March 21st, 2022 7pm Stage 2
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Bruce T Carroll
Bruce T Carroll (www.brucetcarroll.com) returns to Rockwood Music Hall having just released his latest album, First Bird To Sing, and brings with him original band members Tommy Mandel, Marc Shulman, Sara Milonovich, Lincoln Schleifer, and Joe Bonadio, along with a renewed focus on solidifying his niche in the Americana soundscape.
First Bird To Sing is his third full-length album in the last five years. The first, Ruckus and Romance, released in 2016, was touted by No Depression Magazine as "devilishly brilliant" and “intensely beautiful". The signature song on the album, When Two Worlds Collide helped put the focus on the worldwide refugee crisis which, sadly, remains a huge and growing problem today. Finding You, released in 2018, also earned critical praise as “a fine, intense commentary on America's past" (No Depression), and the first song on the record, Fox In The Henhouse remains an apt description of the current American mise en scene. Then, in 2020, the release of the inspirational single Lift Your Head Up provided a soundtrack for the momentous national election that resulted in a political sea change that may (or may not) have saved our fragile democracy.
First Bird To Sing was recorded this past spring at The Building in Marlboro, NY with premier Hudson Valley sidemen and Donald Fagin bandmates Lee Falco, Connor Kennedy, Brandon Morrison and Will Bryant. It is a collection of eight beautifully written songs that cover a varied stylistic ground. The album is getting significant airplay worldwide and garnering great reviews.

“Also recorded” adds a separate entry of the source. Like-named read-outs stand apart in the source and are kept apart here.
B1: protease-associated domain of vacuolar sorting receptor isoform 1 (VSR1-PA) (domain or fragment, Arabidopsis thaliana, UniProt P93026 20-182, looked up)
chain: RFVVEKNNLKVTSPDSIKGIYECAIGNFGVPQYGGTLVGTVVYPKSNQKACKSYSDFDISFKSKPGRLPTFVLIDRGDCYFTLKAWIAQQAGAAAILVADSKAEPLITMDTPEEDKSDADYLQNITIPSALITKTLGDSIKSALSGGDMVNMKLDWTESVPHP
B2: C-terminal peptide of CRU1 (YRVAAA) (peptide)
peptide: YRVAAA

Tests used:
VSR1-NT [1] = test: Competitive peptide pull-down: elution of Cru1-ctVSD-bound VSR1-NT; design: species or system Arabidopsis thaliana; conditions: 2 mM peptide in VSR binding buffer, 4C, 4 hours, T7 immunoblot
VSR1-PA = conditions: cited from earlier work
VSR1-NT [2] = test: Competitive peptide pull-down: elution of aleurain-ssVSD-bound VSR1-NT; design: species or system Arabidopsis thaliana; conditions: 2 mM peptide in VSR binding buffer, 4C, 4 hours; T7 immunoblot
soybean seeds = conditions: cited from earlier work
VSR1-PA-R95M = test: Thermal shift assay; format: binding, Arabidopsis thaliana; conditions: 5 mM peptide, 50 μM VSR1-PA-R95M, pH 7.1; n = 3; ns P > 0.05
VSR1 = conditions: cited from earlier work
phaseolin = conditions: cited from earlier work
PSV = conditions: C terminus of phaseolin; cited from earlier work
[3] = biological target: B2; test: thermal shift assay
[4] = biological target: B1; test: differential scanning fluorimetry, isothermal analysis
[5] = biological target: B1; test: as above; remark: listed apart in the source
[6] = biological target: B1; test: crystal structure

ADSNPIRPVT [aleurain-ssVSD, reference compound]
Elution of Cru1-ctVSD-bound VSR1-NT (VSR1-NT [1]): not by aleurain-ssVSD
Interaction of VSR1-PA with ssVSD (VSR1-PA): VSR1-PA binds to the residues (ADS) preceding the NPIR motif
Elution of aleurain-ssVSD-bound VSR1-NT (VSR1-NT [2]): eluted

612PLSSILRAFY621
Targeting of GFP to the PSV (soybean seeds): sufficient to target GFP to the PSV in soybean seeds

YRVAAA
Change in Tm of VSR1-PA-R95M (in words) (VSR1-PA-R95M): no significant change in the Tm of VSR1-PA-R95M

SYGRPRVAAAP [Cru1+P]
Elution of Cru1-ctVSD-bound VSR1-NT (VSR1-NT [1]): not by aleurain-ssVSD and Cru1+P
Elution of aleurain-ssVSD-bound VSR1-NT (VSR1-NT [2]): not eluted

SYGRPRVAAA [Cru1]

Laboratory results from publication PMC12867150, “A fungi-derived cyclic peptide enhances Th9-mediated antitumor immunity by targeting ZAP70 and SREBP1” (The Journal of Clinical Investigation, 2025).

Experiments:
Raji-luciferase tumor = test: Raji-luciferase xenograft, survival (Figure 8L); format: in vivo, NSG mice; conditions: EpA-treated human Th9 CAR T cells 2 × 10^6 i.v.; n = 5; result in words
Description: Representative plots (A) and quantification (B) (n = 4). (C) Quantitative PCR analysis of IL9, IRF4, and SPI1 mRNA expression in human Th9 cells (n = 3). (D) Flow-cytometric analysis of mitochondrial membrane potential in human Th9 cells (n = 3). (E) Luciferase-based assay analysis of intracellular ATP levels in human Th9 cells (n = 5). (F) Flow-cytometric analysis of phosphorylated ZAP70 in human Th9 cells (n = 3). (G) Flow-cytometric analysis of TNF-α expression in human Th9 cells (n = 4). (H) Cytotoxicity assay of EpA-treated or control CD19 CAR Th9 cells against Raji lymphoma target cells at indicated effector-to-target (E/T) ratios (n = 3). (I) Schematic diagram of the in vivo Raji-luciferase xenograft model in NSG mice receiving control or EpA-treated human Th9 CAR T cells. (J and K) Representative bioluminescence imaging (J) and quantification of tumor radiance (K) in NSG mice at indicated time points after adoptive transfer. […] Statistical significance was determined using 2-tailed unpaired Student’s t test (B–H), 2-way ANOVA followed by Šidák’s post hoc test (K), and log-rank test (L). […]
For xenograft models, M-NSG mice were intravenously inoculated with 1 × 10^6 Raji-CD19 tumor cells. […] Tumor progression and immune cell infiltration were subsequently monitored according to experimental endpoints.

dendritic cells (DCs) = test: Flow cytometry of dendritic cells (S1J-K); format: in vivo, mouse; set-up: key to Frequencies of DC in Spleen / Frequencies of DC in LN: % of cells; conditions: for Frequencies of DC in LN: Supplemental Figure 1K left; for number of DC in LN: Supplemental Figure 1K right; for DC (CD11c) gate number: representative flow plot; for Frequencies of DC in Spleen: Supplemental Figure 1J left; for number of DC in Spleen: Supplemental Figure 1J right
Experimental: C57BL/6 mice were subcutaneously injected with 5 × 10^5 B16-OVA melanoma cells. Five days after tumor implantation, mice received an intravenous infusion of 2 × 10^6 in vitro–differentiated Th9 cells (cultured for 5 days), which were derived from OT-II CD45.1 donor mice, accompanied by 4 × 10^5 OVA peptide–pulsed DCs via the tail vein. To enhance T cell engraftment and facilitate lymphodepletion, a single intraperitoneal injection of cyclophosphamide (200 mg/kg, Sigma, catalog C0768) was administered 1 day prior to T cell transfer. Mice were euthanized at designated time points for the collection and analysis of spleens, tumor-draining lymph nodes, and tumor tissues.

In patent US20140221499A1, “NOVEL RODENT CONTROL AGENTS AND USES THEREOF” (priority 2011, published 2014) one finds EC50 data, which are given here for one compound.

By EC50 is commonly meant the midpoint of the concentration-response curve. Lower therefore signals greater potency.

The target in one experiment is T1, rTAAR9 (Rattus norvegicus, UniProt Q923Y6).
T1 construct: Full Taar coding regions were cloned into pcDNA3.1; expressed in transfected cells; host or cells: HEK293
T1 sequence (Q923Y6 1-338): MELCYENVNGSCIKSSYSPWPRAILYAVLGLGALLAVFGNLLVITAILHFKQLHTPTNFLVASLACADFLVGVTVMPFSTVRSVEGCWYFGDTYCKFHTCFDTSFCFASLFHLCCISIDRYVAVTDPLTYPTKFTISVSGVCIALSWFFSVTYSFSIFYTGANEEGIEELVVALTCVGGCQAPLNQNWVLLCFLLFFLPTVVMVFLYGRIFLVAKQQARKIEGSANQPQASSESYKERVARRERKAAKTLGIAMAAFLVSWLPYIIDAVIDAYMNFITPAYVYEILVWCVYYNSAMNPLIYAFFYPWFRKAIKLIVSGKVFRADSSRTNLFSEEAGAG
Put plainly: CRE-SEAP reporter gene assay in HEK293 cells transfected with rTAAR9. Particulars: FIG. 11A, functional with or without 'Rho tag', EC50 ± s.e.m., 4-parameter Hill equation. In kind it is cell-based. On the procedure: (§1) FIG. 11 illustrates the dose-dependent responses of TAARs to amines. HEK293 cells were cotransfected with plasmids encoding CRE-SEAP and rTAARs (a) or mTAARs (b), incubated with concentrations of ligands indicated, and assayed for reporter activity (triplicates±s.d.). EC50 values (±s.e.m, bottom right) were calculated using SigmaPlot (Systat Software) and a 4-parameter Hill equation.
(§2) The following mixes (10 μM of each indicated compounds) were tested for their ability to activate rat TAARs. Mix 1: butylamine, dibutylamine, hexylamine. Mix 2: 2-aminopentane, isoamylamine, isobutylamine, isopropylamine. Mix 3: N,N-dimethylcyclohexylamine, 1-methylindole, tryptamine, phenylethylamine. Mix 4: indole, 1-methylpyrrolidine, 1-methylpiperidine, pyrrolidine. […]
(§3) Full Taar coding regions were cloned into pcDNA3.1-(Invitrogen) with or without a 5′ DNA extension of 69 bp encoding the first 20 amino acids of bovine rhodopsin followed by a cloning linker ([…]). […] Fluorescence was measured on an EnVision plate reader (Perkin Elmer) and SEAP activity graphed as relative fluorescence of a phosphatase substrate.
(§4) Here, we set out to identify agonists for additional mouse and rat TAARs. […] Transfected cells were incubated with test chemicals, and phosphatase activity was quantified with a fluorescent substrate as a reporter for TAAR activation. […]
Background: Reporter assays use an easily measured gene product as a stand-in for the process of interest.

“This is a brilliant album that attacks the dark side with a tac flashlight and hope. It is inspirational throughout, hammering various aspect of the dark side into submission, giving hope to all of us no matter what we’ve been through. Very much a singular talent that deserves admiration” - Chris Spector, Midwest Record
Bruce’s music is lyric-driven and imagistic. It is both timeless and contemporary, personal yet universal. His songs are rooted in his conviction that music and social conscience come from the same wellspring of humanity, and derive meaning and power from their ability to inspire and unite.